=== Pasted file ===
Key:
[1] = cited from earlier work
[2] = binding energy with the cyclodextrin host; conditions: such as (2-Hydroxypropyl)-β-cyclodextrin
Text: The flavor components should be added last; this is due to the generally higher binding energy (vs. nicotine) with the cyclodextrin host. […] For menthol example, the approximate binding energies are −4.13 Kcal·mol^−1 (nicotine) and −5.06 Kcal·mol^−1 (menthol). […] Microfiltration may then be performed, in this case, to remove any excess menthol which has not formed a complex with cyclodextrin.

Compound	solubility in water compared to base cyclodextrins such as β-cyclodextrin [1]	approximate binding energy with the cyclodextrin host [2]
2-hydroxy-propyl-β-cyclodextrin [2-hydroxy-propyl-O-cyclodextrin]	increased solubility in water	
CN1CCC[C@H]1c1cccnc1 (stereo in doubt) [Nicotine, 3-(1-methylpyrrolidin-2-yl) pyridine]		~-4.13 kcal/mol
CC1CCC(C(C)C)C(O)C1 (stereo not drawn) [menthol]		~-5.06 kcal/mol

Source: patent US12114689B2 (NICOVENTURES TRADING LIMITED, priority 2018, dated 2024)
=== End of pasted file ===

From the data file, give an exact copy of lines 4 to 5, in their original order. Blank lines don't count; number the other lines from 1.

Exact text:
Text: The flavor components should be added last; this is due to the generally higher binding energy (vs. nicotine) with the cyclodextrin host. […] For menthol example, the approximate binding energies are −4.13 Kcal·mol^−1 (nicotine) and −5.06 Kcal·mol^−1 (menthol). […] Microfiltration may then be performed, in this case, to remove any excess menthol which has not formed a complex with cyclodextrin.

Compound	solubility in water compared to base cyclodextrins such as β-cyclodextrin [1]	approximate binding energy with the cyclodextrin host [2]